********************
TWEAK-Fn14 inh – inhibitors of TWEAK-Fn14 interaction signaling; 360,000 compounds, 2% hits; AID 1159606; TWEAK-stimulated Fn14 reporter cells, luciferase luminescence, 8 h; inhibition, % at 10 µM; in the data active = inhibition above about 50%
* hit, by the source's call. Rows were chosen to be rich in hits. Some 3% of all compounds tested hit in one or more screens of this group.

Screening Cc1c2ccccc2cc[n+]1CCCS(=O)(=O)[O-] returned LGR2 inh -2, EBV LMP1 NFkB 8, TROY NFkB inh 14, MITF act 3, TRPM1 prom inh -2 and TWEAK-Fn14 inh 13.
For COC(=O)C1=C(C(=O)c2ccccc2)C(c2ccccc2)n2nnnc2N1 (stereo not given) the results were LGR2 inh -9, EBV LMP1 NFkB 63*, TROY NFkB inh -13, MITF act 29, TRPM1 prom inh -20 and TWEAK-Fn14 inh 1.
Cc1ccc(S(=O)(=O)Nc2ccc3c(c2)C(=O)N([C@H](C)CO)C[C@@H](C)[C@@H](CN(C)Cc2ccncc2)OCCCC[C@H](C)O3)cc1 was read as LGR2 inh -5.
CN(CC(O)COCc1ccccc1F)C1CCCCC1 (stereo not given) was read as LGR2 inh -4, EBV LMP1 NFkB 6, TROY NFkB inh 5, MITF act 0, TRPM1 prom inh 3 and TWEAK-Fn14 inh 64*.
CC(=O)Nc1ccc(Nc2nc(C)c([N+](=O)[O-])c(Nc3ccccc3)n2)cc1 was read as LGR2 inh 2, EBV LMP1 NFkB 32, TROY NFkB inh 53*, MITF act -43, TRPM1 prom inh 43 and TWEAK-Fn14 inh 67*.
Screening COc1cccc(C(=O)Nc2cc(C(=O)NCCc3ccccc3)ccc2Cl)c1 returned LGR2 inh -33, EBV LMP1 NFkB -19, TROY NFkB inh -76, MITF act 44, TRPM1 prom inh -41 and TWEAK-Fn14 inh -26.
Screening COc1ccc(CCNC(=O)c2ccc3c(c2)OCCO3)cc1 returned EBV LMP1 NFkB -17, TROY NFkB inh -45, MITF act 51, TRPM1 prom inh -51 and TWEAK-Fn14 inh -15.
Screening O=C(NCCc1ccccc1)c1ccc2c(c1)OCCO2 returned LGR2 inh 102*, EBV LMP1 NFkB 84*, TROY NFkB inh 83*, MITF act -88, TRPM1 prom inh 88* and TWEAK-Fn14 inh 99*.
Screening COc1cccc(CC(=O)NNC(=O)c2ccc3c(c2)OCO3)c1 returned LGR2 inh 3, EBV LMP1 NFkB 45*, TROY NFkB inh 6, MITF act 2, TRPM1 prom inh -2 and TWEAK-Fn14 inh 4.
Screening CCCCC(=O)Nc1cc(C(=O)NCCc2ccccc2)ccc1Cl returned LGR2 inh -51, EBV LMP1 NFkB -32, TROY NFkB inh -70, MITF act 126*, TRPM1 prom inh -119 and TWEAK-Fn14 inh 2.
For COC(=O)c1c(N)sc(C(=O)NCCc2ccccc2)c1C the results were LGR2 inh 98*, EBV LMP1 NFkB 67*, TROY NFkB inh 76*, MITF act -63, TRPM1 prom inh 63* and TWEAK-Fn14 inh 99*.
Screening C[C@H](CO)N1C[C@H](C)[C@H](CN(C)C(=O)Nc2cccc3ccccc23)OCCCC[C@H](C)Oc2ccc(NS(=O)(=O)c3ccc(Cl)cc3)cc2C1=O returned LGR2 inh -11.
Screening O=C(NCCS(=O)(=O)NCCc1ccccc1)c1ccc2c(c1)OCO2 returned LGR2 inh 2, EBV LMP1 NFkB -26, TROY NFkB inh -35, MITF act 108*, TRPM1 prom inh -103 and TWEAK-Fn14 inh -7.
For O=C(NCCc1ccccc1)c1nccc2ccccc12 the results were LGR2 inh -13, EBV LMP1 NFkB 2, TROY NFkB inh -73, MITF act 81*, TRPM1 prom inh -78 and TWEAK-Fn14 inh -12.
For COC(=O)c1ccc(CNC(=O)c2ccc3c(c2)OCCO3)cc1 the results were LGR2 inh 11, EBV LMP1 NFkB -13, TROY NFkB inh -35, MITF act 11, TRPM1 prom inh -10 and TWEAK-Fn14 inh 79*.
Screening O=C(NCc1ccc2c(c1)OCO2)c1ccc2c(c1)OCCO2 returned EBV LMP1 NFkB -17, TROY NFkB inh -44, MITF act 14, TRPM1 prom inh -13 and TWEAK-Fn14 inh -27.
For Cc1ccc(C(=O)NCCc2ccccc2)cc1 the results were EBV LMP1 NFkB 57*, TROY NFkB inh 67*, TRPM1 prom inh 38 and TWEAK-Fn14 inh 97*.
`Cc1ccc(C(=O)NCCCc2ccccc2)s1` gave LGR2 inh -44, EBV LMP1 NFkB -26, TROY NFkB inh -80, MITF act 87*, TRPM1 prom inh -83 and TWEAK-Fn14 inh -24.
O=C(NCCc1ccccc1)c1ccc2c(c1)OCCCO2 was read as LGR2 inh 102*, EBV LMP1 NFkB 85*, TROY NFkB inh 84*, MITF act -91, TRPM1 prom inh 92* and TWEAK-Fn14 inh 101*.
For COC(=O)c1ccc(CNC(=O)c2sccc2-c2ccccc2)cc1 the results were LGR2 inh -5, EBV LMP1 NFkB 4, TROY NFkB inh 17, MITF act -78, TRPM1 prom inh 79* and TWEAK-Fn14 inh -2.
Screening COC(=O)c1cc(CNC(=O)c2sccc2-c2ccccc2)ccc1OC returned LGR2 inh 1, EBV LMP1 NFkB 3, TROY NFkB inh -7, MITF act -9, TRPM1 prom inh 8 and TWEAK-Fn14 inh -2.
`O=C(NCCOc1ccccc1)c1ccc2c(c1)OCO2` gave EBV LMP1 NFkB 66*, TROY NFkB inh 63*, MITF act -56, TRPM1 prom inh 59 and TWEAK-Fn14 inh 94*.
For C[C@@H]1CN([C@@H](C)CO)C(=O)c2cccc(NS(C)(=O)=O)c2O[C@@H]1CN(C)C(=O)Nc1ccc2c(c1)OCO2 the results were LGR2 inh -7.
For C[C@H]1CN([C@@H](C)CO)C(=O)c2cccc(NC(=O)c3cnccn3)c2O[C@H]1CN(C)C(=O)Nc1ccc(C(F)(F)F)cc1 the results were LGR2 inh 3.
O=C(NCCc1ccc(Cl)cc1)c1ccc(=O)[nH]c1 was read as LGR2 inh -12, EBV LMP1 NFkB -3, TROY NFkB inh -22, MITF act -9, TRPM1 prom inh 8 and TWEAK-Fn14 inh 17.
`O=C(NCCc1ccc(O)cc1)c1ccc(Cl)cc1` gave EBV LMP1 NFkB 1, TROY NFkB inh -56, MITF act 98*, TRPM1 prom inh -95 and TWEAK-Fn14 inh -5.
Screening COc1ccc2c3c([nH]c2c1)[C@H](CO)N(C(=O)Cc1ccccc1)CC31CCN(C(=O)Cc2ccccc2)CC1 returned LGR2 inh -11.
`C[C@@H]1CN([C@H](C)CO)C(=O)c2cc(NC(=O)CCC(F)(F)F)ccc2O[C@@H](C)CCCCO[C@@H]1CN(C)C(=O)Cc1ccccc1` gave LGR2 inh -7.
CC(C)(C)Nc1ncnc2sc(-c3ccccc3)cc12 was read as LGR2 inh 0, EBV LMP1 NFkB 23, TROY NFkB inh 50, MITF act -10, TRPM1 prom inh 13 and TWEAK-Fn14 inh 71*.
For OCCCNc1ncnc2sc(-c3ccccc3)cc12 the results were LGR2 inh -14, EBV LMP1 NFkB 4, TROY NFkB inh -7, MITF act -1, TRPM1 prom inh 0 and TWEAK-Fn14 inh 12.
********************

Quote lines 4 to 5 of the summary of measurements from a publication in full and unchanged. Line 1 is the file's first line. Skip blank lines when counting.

For COC(=O)C1=C(C(=O)c2ccccc2)C(c2ccccc2)n2nnnc2N1 (stereo not given) the results were LGR2 inh -9, EBV LMP1 NFkB 63*, TROY NFkB inh -13, MITF act 29, TRPM1 prom inh -20 and TWEAK-Fn14 inh 1.
Cc1ccc(S(=O)(=O)Nc2ccc3c(c2)C(=O)N([C@H](C)CO)C[C@@H](C)[C@@H](CN(C)Cc2ccncc2)OCCCC[C@H](C)O3)cc1 was read as LGR2 inh -5.